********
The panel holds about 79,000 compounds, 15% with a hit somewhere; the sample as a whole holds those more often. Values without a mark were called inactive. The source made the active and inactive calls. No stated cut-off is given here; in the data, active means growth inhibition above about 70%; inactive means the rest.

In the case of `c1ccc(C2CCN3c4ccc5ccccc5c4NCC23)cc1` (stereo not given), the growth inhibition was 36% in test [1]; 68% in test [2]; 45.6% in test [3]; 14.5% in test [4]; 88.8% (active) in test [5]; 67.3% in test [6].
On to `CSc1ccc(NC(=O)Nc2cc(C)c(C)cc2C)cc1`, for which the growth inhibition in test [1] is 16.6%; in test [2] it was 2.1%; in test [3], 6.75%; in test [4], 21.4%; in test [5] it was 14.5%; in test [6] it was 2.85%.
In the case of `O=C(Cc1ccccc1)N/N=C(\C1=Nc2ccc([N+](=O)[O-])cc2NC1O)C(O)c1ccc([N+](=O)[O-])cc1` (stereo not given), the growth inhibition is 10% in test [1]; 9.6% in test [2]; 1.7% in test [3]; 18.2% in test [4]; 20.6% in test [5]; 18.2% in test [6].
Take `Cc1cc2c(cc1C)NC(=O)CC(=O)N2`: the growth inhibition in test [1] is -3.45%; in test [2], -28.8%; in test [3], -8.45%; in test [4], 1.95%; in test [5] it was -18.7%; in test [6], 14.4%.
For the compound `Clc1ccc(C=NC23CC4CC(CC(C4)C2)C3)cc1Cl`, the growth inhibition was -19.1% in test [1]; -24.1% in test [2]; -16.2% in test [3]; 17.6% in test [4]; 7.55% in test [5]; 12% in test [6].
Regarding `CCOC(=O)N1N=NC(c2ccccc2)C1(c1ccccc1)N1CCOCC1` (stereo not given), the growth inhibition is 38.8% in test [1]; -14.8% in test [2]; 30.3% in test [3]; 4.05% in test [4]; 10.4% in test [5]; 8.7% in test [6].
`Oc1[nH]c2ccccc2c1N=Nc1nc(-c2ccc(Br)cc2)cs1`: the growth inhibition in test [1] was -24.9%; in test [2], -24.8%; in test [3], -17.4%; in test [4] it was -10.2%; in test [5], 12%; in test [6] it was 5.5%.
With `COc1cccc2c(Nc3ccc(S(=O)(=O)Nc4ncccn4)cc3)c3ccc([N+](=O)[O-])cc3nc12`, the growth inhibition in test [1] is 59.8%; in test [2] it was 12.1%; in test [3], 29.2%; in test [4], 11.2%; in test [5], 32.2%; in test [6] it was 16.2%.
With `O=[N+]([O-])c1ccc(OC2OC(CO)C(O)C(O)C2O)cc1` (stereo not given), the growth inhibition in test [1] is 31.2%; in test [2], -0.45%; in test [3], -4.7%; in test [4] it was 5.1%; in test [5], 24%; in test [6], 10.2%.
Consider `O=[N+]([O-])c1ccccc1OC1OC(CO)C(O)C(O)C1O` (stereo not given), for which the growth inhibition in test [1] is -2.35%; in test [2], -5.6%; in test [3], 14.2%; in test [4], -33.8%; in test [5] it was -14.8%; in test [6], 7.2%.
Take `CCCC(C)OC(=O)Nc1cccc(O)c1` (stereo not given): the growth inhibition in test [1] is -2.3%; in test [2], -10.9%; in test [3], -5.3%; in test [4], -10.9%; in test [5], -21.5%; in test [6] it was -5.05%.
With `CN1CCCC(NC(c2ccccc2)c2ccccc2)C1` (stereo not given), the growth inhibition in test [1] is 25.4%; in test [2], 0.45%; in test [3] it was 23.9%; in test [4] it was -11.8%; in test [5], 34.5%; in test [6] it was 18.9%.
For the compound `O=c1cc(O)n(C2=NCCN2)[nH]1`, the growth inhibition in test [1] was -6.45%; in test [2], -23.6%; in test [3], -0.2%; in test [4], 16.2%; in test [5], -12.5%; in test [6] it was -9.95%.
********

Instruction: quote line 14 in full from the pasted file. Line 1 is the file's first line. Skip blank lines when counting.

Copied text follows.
For the compound `O=c1cc(O)n(C2=NCCN2)[nH]1`, the growth inhibition in test [1] was -6.45%; in test [2], -23.6%; in test [3], -0.2%; in test [4], 16.2%; in test [5], -12.5%; in test [6] it was -9.95%.